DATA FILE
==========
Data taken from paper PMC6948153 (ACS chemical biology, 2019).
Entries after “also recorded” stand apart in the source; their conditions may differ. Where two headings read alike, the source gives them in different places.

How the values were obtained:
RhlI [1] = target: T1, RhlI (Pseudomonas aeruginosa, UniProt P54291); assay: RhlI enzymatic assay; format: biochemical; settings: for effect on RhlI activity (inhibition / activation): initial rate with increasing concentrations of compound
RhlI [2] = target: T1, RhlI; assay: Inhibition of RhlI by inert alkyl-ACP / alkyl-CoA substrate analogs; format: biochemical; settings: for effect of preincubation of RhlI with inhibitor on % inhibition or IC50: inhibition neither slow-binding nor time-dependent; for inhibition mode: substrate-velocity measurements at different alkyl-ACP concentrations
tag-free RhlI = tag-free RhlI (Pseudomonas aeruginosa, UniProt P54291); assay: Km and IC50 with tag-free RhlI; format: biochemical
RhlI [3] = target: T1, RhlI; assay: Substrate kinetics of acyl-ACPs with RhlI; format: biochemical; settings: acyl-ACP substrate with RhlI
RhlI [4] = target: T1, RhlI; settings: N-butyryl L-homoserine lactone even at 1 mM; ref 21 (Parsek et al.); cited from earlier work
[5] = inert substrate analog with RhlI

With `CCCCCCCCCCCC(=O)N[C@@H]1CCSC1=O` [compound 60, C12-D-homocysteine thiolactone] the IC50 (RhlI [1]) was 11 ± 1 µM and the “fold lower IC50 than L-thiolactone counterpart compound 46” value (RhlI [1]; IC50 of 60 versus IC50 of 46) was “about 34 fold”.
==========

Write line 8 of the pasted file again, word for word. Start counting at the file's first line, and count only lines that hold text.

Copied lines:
RhlI [4] = target: T1, RhlI; settings: N-butyryl L-homoserine lactone even at 1 mM; ref 21 (Parsek et al.); cited from earlier work